Butterfly comeback in Lambeth park?

8 May 2018

Written by: Butterfly Conservation

Better streets, parks and open spaces - Focus on North Lambeth

A butterfly species that has been getting rarer and rarer for 40 years has recently been rediscovered in Lambeth. Could it be making a comeback?

White-letter hairstreak butterfly sitting with wingsv folded showing the white 'W' on light brown underwings

The UK charity Butterfly Conservation recently surveyed Lambeth’s butterflies and reported finding White-letter Hairstreak (WLH) butterflies at Vauxhall Pleasure Gardens. Lambeth Parks Team planted a new kind of Dutch Elm Disease resistant ‘New Horizon’ elms there about 10 years ago as part of a landscaping improvement scheme. Butterfly Conservation now think the butterflies may be using them as a food plant. This is possibly the first time ever that’s been recorded.

Elm disease drove butterflies into decline

The White-letter Hairstreak (WLH) butterfly is named after the zig-zag lines on the underside of its wings that look like a W (see photo above). It’s been a rarer and rarer sight over the last four decades. Its caterpillars feed only on elm. Since Dutch Elm Disease in the 1970s the number of UK elm trees has gone down more than 30 million – taking butterfly numbers down to 5% of 40 years ago. The WLH is a priority species in the UK Biodiversity Action Plan.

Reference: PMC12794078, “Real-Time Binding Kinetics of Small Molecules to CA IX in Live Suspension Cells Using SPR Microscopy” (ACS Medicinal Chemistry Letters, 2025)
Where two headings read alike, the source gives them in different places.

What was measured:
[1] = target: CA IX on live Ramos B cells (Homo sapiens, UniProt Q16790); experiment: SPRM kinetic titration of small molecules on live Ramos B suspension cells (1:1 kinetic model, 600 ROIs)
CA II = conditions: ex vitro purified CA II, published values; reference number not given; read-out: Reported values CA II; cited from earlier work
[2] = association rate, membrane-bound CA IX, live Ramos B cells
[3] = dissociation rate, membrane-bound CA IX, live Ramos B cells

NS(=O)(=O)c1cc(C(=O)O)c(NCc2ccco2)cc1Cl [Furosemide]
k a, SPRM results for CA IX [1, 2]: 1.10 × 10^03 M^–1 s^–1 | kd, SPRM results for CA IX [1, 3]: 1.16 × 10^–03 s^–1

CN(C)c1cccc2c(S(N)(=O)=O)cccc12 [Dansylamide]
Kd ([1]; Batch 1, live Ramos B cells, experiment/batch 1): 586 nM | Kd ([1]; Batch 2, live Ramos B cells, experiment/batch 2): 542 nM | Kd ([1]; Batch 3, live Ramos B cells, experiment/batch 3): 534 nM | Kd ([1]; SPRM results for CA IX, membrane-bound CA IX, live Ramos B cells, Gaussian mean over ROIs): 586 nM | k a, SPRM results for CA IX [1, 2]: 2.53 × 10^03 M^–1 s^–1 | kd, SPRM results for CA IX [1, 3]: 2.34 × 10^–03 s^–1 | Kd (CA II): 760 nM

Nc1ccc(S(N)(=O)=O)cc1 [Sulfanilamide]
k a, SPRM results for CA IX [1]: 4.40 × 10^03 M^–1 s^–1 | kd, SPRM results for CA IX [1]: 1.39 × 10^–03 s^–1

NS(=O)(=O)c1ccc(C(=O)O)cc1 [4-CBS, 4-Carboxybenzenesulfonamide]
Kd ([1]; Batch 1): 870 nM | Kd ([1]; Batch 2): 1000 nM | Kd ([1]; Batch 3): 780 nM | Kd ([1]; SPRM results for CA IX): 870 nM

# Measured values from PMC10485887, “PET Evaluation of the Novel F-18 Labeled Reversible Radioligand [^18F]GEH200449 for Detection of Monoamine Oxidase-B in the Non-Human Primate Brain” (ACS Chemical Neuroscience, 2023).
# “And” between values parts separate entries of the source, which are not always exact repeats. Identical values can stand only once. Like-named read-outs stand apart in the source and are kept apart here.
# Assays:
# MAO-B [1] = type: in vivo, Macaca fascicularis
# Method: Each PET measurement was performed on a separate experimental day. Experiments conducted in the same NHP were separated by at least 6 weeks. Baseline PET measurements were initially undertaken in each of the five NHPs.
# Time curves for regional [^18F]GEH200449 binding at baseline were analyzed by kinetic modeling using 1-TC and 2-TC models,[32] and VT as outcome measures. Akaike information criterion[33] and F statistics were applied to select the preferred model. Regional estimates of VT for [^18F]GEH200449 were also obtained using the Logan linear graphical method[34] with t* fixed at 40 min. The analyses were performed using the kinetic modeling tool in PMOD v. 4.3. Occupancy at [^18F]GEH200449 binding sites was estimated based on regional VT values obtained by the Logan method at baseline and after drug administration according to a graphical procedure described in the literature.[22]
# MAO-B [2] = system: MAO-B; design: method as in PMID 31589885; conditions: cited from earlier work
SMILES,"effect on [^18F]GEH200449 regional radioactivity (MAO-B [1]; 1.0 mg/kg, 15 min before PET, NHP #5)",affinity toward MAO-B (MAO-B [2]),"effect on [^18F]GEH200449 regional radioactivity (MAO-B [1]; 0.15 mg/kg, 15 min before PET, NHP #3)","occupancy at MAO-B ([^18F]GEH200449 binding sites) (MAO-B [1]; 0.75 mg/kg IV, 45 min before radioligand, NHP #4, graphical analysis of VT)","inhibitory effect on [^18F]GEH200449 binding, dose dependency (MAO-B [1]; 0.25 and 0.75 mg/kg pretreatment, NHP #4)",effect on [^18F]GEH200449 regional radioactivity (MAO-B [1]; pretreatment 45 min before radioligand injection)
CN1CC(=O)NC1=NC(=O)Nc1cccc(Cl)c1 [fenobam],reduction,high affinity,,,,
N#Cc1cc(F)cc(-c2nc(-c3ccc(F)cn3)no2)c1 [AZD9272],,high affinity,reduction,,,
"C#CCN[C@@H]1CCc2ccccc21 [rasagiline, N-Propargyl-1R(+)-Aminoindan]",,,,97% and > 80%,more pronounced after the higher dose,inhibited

Looking in the treetops

Butterfly Conservation plan to return with a cherry picker to go up and look in the elm trees at Vauxhall Pleasure Gardens for eggs and caterpillars to check if the butterflies have created a successful breeding ground.

Simon Saville, Butterfly Conservation Branch Chair says: “We are excited to have the elusive White-letter Hairstreak in Vauxhall. It is important to know that it can thrive in urban landscapes – it is also at Nine Elms and The Rookery in Streatham Common. This shows that there is nature under our noses, even in city parks”.


For more information

  • For more about Lambeth Landscape’s work to preserve and improve the environment for people and for native species of wildlife, see their information pages
  • Butterfly Conservation have mapped where White-letter Hairstreaks and disease-resistant elms are found. For a map of the north Surrey area, including Lambeth, see their information pages
  • Butterfly Conservation are also developing a project to look at what species live where in inner London boroughs like Lambeth, with the aim of getting more people to look at what’s in the green spaces found in the city. They hope to run “Big City Butterflies – Discovering London’s Butterflies and Moths” from 2019. For information about the project email Butterfly Conservation.

 

 

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